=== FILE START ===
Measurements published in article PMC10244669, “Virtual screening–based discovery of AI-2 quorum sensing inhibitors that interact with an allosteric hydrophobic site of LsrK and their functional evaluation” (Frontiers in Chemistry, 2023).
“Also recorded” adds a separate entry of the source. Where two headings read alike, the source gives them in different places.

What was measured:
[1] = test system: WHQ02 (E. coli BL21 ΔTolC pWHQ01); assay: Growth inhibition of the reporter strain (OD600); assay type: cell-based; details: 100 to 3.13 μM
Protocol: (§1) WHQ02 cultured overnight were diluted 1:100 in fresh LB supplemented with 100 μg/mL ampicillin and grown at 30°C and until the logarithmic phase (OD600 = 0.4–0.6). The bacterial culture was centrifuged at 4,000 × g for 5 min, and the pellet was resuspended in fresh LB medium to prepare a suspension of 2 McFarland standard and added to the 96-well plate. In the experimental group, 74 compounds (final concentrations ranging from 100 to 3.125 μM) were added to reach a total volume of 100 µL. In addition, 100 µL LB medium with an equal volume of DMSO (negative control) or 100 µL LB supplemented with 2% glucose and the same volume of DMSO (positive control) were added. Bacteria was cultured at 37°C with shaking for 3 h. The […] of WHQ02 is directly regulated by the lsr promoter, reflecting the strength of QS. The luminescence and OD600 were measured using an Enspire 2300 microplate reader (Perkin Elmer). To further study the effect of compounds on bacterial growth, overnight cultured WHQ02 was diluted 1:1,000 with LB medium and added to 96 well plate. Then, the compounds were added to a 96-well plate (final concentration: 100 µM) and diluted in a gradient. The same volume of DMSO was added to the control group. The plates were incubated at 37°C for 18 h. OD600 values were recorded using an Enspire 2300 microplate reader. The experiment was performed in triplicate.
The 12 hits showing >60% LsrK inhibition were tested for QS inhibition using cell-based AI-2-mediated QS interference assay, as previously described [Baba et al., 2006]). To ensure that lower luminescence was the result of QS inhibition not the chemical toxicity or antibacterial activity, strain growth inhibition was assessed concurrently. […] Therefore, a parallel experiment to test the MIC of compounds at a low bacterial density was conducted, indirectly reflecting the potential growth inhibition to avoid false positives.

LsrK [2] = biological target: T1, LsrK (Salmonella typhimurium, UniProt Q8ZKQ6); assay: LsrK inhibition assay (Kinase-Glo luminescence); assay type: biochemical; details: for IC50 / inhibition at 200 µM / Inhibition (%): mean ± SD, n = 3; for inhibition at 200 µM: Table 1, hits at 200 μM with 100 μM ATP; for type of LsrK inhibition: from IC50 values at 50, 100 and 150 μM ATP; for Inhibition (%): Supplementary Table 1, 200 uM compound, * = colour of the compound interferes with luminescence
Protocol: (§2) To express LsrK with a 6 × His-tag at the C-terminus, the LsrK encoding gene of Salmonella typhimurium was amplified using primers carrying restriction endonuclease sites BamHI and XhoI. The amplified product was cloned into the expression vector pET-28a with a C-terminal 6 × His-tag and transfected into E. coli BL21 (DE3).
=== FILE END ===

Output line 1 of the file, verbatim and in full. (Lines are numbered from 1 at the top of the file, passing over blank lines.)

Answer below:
Measurements published in article PMC10244669, “Virtual screening–based discovery of AI-2 quorum sensing inhibitors that interact with an allosteric hydrophobic site of LsrK and their functional evaluation” (Frontiers in Chemistry, 2023).